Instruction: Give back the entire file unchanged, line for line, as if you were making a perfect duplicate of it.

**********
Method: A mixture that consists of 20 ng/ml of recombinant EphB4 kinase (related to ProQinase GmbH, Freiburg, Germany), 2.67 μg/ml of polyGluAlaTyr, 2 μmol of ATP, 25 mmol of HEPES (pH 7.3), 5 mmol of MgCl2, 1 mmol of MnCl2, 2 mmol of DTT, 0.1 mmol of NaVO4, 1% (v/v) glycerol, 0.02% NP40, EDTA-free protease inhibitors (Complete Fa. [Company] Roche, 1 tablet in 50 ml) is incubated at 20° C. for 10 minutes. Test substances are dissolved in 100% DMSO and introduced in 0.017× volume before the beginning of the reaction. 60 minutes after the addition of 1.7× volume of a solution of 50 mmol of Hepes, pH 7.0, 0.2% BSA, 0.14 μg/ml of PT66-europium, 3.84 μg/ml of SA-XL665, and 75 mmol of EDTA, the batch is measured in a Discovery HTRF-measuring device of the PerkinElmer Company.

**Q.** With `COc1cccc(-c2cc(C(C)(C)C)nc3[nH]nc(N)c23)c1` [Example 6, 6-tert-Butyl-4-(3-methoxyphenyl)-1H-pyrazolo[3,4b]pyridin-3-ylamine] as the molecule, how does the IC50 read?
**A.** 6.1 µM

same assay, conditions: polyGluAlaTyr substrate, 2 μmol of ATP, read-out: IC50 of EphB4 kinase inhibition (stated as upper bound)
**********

Method: A mixture that consists of 20 ng/ml of recombinant EphB4 kinase (related to ProQinase GmbH, Freiburg, Germany), 2.67 μg/ml of polyGluAlaTyr, 2 μmol of ATP, 25 mmol of HEPES (pH 7.3), 5 mmol of MgCl2, 1 mmol of MnCl2, 2 mmol of DTT, 0.1 mmol of NaVO4, 1% (v/v) glycerol, 0.02% NP40, EDTA-free protease inhibitors (Complete Fa. [Company] Roche, 1 tablet in 50 ml) is incubated at 20° C. for 10 minutes. Test substances are dissolved in 100% DMSO and introduced in 0.017× volume before the beginning of the reaction. 60 minutes after the addition of 1.7× volume of a solution of 50 mmol of Hepes, pH 7.0, 0.2% BSA, 0.14 μg/ml of PT66-europium, 3.84 μg/ml of SA-XL665, and 75 mmol of EDTA, the batch is measured in a Discovery HTRF-measuring device of the PerkinElmer Company.

**Q.** With `COc1cccc(-c2cc(C(C)(C)C)nc3[nH]nc(N)c23)c1` [Example 6, 6-tert-Butyl-4-(3-methoxyphenyl)-1H-pyrazolo[3,4b]pyridin-3-ylamine] as the molecule, how does the IC50 read?
**A.** 6.1 µM

same assay, conditions: polyGluAlaTyr substrate, 2 μmol of ATP, read-out: IC50 of EphB4 kinase inhibition (stated as upper bound)